Christian faith is both a conviction based upon an experiential encounter with the persons of the Trinity and with the person of the human Christ AND it is based upon a sense of coherent plausibility which the many-faceted tenets of belief provide, as we attempt of make meaning of life experiences, life challenges and above all life's point and purpose. If faith as we have experienced it fails to yield a sense of encounter and a sense of coherence, then the richness of our hope depletes and, insofar as hope is bound up with full-humanness, our humanity with it.
It is vitally important, then, to ground our faith absolutely in the Absolute, the ground of all being.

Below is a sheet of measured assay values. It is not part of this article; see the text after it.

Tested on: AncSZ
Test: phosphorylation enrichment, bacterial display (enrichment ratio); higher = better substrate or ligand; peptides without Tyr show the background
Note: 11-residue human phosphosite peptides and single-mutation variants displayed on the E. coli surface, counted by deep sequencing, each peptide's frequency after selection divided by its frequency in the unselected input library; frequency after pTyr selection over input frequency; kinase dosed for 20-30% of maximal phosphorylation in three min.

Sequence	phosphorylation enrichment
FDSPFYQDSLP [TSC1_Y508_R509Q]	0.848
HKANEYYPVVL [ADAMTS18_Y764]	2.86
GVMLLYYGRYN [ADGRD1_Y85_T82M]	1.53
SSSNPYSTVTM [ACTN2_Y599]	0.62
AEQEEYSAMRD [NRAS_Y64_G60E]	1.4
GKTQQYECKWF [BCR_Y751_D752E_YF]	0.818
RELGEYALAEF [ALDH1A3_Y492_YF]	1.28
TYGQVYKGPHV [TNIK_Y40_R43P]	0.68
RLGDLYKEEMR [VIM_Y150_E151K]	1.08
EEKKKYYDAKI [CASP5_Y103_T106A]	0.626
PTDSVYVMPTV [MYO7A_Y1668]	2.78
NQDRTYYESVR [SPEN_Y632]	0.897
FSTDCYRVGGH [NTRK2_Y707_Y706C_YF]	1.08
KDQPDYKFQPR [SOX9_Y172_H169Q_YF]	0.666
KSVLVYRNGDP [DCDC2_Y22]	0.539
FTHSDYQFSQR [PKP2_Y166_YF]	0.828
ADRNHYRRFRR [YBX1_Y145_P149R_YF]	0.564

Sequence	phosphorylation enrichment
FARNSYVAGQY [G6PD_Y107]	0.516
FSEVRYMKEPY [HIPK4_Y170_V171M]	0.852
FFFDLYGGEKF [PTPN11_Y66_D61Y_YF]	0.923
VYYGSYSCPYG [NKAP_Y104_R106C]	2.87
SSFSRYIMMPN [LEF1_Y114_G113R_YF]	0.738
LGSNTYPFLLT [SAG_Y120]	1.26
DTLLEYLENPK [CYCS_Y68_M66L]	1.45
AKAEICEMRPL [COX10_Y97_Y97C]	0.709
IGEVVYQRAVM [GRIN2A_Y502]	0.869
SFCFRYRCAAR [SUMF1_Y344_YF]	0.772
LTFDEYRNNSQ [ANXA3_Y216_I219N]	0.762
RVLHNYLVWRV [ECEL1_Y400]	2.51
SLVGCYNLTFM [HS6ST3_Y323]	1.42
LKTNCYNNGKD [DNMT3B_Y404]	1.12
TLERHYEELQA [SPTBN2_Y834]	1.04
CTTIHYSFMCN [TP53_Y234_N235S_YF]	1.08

As something of a post-script it could be said, if such an utterly convinced faith and hope is too big an ask, we could always resort to a version of Pascal's wager to maintain a provisional hope, knowing that at least at the point of death what is provisional in life before death will become crystal clear certainty. Then what is in effect an hypothesis grounded in faith as encounter and faith as life map will be verified through the discovered existence of continuing life and a clear vision of God. Either that or if there is nothing at all, then to have lived with provisional faith and hope throughout our earthly life, as though the God of infinite kindness and an immortal human existence beyond death were real, will in any case have brought its own rewards. It will have assisted in the living of a life that is more human, more psychologically secure, more dignified, more just and compassionate in its address to others and to the world which we have inhabited.